Re: There are a few ways to handle a situation such as this. One is to simply undo the change that is automatically made by Word. To do this, immediately after you type the exclamation mark, the space, and the next letter, then if the letter is capitalized, press Ctrl+Z. The capitalization is undone and you can continue typing. This approach is helpful if you want Word to capitalize most of the words that come after a punctuation mark.

I noticed an interesting and puzzling Word behaviour after I used that approach. Once the auto-capitalization was reverted (undone) after a particular word, say Allegro!, Word would not auto-capitalize the word after that word followed by any end-of-sentence punctuation any more. This new behaviour is retained even if you close Word and re-start with a new document or open an old document. Sometimes (but not always) it survived even re-boooting of my computer. So this may be the best solution for Duane! Capitalization after other words is not affected.

For the record I am using MS365 Family under Win10 Pro.
Anyone else observed this? Where is this setting stored? what a mystery!


2024-02-12 17:45:52

Tomek

re: "Another option is that you can, after your company name's exclamation mark, follow it with a non-breaking space. If you do this, then Word won't think the punctuation mark signals the end of the sentence and it won't capitalize the following letter."

The problem with this approach is that it would merge the next word you type with the company name. This may cause problems with line breaks, as it will move the whole thing to the next line leaving excessive space at the end of the line. You could add a regular space after the non-breaking one to prevent this, but I found it causes the next word to be capitalized - not what you wanted. Also, I found that the next word is sometimes capitalized even with just a non-breaking space between. This is non-consistent, but sometimes happens. One thing that may trigger it is if you delete then add some text after the punctuation. In particular I typed "Bingo!<hard space><space>text". The word "text" was autocapitalized. I then backspaced over "<space>text" and typed the word "name"getting "Bingo!<hard space>name"; the word "name" was capitalized as soon as I pressed the space bar. After that any word I typed after the hard space was capitalized. but I digress...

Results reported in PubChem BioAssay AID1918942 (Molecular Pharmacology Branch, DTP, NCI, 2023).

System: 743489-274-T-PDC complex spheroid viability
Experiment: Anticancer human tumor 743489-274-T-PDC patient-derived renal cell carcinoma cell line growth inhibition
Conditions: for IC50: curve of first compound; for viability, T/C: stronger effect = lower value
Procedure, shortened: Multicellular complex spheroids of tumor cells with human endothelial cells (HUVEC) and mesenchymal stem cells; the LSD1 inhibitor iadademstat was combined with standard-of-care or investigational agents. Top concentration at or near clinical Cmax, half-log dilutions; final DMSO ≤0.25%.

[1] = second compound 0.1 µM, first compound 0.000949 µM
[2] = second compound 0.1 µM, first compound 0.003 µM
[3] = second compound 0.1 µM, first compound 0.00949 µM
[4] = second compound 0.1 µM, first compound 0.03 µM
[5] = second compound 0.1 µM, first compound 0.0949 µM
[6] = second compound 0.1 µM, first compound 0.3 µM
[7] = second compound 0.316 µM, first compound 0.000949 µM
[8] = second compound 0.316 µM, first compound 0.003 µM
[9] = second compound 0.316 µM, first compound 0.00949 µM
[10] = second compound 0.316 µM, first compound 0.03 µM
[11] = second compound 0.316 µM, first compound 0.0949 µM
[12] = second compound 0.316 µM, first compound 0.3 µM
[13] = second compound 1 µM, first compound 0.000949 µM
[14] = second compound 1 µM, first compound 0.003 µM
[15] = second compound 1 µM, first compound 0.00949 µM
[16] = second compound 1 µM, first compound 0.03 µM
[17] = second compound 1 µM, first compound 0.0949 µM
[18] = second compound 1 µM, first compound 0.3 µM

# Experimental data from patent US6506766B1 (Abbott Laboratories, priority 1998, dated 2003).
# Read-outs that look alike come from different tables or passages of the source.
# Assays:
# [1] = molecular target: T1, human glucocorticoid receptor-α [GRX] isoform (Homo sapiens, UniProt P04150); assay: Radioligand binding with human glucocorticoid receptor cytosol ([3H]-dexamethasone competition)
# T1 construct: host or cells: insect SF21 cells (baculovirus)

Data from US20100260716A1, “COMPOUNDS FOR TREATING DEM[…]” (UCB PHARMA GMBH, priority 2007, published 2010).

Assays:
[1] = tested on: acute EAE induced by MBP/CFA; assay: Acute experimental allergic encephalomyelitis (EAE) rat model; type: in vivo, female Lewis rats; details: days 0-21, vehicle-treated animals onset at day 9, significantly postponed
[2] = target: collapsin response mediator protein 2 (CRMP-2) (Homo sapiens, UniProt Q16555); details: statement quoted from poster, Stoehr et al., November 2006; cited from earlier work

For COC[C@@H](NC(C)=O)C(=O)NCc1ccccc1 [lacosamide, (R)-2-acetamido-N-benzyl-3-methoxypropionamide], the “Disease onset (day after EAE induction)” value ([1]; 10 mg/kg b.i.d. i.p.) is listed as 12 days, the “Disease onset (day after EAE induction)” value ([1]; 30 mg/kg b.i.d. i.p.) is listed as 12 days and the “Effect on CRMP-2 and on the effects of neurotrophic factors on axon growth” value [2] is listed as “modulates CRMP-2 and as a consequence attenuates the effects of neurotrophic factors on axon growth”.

I found similar behaviour for some other space characters, but 1/4 Em-space seems to work fine. It has about the same width as regular space, and it is treated as a break between words.
You can insert it from Insert-Symbol-More Symbols-Special Characters, but I suggest to assign a Word keyboard shortcut to it (Ctrl+Shift+Alt+Spacebar is usually unassigned). Better still, you can assign an auto-correct entry for your company name say "Allegro!" to be replaced by "Allegro!<1/4 Em Space>". It is easiest to copy the desired corrected entry into clipboard, and then use the option Replace With: Formatted text. The content of the clipboard will be automatically placed into the With: box, you just need to specify text to be replaced. Note that if you capitalize the first letter of the Replace: content, only capitalized entry will be corrected. In my example Allegro! would be replaced, but allegro! would not.
Note 2: It is possible to create a Replace With: using Plain text option, but you have to make sure that the <1/4 Em Space> is not converted to the regular space.


2024-02-11 01:09:29

Art Osgatharp

The shortcut to insert a non-breaking space in Word is Ctrl-Shift-Spacebar.


2024-02-10 13:17:40

Andrew Plourde

About "Punctuation Marks that Don't End Sentences", it would seem that this would be a good opportunity to use two spaces after a sentence. (I know, you are not a fan of this.) However, if a punctuation mark is followed by two spaces, a new sentence starts. if there is only one space, no capitalization occurs.

Is there any way in Word for this to happen?

Andrew